MARGARET WARNER: And let me ask you one quick follow-up before we turn the corner to the broader relationship. Are you saying it means nothing, though, for the whole international system that India is finally going to separate its civilian from military program and is going to finally allow inspection of two-thirds, at least, of its reactors?
JOSPHEN CIRINCIONE: It’s the other way around. It’s one-third of its reactors are not subject to any inspection at all, and that’s the problem.
In essence, what this deal means is that India is going to be able to double or triple the number of nuclear weapons it can make every year. It can make about six to 10 now. With U.S. fuel going to the civilian reactors, it is free to turn its military reactors to triple that production.
And that could set off a nuclear arms race, because Pakistan’s not going to stand by idly and watch that happen. Neither is China. And what’s Japan going to do? That’s the problem for the region, as well as the regime.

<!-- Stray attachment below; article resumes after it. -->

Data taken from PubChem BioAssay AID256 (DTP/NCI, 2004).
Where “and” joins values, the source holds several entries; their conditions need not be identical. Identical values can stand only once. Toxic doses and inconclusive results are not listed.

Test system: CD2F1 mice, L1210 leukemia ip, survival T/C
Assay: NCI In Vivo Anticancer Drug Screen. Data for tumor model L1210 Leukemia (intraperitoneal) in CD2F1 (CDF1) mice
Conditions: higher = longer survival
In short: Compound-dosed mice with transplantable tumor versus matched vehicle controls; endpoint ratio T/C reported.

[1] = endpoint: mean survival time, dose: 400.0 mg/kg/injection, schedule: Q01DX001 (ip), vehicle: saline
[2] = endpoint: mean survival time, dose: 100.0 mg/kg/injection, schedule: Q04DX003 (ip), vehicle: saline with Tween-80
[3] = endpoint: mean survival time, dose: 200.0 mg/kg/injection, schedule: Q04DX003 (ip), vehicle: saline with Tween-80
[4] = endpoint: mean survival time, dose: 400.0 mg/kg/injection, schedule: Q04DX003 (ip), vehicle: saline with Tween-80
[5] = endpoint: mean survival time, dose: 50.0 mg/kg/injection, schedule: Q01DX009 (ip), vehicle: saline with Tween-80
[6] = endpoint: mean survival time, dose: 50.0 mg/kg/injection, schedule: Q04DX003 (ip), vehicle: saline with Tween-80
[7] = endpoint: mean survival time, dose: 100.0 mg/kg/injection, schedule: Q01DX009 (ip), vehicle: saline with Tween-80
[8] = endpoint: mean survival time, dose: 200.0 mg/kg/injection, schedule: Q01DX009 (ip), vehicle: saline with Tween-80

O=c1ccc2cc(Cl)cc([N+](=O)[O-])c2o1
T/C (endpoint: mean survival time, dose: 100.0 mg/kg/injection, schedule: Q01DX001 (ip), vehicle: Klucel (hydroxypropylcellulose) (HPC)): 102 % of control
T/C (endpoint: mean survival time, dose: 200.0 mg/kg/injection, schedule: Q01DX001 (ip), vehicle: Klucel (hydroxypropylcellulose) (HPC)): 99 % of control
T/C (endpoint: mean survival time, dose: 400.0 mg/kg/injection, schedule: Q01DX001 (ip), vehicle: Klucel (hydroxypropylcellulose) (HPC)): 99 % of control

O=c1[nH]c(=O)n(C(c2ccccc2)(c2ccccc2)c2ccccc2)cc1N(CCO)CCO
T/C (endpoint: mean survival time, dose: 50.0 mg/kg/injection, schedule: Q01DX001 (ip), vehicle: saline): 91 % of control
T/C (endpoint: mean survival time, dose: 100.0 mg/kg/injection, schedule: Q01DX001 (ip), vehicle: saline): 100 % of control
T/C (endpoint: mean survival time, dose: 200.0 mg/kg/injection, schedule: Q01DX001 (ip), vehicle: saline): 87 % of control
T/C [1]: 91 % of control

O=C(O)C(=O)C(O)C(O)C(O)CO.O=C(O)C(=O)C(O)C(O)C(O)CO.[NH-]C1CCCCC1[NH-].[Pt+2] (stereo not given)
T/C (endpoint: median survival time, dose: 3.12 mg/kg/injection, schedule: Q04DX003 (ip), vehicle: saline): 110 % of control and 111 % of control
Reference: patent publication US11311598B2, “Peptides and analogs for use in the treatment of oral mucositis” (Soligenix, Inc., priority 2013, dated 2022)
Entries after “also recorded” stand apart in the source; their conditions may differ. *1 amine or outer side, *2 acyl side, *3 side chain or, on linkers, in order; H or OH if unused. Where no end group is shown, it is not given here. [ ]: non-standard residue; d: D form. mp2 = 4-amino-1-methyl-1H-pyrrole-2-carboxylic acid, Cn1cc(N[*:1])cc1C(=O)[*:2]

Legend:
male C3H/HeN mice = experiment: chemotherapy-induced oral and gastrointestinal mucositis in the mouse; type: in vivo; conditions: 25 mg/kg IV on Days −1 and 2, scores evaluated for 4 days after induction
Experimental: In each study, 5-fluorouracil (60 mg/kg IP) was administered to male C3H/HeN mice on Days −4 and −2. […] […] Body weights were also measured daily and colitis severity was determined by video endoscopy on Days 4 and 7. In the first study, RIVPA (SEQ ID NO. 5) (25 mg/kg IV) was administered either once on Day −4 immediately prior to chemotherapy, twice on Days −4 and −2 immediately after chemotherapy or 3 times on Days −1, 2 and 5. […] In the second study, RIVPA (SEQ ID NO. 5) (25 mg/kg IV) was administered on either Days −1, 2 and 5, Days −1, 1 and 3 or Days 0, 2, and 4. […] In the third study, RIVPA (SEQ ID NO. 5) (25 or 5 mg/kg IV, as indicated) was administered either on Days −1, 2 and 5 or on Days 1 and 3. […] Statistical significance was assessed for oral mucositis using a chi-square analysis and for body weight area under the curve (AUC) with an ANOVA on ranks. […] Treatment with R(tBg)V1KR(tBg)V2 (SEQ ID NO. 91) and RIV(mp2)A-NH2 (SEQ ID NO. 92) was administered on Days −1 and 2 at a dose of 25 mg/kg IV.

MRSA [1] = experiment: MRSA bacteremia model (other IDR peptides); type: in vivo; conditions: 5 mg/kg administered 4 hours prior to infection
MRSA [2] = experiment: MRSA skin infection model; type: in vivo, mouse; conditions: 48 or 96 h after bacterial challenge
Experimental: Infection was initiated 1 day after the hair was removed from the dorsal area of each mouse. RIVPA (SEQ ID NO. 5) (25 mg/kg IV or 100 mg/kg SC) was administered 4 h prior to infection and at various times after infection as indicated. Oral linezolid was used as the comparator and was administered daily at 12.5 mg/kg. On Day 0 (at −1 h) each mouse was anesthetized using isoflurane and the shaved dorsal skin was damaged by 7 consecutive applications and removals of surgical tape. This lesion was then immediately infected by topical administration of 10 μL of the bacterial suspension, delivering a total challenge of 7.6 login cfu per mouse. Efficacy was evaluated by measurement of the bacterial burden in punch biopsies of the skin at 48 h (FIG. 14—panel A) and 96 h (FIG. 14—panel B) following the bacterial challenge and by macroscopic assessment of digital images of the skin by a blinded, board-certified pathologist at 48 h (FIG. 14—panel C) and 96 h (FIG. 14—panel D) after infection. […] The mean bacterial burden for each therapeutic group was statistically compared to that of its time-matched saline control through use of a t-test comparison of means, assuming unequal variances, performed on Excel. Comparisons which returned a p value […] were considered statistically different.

MARGARET WARNER: How much of a factor or how valid a factor do you find the China — sort of countering rising China as a reason — we understand you object on the nuclear deal, but the bigger picture?
JOSEPH CIRINCIONE: Sure. First of all, the sea change in India-U.S. relations took place with Bill Clinton’s visit. He was treated like a king when he went there in 2000. There were no demonstrations against him, and he didn’t give up on U.S. principles or U.S. law.
China clearly plays a big role in this. This deal was basically put together by a small number of officials. Some of those officials are the neoconservatives who see China as a looming threat. For them, the problem isn’t that India has nuclear weapons; it’s that they don’t have enough nuclear weapons. They want to encourage nuclear as a nuclear ally against China.